affirmed that what they found unique in Heidegger’s approach was his capacity to revivify antiquated philosophical texts in light of present historical needs and concerns…doing philosophy ceased to be an exercise in disembodied, scholarly exegesis. At issue was a momentous, hermeneutical encounter between the historical past and the contemporary being-in-the-world. By proceeding thusly, Heidegger was only being self-consistent: he was merely applying the principles of his own philosophy of Existenz to the subject matter of his lectures and seminars. Two of the central categories of Being and Time‘s “existential analytic” were “temporality” and “historicity.” Both notions addressed the way that we situate ourselves in time and history. In Heidegger’s view, one of the hallmarks of “authentic” being-in-the-world was the capacity to actualize the past in light of essential future possibilities. Conversely, inauthentic Dasein (das Man) displayed a conformist willingness to adapt passively to circumstances–an existential lassitude that bore marked resemblances to the inert being of “things.” Heidegger’s ability to fuse the discourse of “everydayness” with the demands of “rigorous science” he had imbibed during his youthful apprenticeship with…Edmund Husserly, distinguished his thinking from the Lebensphilosophie or “philosophy of life” that flourished among popular writers…at the time (bold mine, xii-xiii).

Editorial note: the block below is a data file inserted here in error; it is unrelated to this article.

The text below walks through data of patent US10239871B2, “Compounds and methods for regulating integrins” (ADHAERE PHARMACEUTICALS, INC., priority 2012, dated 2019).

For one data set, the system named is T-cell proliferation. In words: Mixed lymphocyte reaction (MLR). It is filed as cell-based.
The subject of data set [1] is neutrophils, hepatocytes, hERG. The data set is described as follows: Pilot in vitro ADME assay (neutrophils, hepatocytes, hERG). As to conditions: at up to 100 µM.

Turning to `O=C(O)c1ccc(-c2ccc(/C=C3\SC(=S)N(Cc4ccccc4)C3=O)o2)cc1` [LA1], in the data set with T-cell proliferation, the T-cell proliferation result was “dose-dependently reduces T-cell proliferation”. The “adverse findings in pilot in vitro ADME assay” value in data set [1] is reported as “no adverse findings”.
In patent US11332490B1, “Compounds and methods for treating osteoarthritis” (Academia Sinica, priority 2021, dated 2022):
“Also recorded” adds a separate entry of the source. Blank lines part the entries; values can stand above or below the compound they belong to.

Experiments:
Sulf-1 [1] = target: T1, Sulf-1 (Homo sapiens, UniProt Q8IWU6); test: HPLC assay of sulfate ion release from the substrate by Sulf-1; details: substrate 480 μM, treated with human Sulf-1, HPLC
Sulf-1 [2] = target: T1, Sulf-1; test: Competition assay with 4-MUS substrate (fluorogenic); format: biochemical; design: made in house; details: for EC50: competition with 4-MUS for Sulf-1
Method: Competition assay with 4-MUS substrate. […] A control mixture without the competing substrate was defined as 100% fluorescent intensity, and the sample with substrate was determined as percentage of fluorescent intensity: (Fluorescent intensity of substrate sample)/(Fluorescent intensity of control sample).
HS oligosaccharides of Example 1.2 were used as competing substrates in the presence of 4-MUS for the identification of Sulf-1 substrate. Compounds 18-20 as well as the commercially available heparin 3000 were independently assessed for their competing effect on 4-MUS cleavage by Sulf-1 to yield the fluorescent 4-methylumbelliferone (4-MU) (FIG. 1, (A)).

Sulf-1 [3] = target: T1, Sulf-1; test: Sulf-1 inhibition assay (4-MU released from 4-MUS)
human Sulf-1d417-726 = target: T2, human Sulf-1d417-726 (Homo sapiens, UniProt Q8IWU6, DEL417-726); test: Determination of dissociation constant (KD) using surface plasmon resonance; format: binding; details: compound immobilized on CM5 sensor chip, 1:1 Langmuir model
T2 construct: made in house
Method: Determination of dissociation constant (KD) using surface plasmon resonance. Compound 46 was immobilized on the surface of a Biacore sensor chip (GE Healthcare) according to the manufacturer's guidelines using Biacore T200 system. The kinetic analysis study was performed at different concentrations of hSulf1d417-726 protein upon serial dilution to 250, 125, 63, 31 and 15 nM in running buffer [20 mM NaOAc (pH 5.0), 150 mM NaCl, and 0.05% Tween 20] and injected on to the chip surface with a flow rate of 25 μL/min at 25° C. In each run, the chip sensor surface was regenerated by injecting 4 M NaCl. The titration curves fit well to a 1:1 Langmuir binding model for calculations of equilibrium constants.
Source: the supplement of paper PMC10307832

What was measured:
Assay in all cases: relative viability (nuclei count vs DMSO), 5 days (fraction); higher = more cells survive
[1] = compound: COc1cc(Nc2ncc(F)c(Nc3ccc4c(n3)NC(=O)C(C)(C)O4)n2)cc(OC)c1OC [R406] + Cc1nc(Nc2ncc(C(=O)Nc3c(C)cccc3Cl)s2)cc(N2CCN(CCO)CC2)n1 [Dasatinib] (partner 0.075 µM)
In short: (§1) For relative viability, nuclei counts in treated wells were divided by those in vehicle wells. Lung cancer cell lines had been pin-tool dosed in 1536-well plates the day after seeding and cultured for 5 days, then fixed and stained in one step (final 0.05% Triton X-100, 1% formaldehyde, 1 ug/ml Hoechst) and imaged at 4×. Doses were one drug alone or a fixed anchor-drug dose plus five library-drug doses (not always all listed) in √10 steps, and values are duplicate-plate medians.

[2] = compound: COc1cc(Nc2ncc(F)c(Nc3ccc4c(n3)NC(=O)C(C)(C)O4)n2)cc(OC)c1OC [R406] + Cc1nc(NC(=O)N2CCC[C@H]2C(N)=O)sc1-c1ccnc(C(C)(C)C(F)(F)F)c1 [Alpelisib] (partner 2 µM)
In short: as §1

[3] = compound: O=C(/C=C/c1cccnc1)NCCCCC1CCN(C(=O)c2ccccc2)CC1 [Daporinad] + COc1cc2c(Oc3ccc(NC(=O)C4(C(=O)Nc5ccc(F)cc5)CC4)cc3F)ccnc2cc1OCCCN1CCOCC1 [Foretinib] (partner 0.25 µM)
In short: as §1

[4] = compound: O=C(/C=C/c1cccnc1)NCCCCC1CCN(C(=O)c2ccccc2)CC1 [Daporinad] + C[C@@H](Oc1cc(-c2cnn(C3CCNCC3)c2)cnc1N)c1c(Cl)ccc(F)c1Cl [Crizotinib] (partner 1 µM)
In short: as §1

Wolin, Richard. 2005. “Introduction: What Is Heideggerian Marxism?” In Heideggerian Marxism, eds. Richard Wolin and John Abromeit. Lincoln, Nebraska: University of Nebraska Press.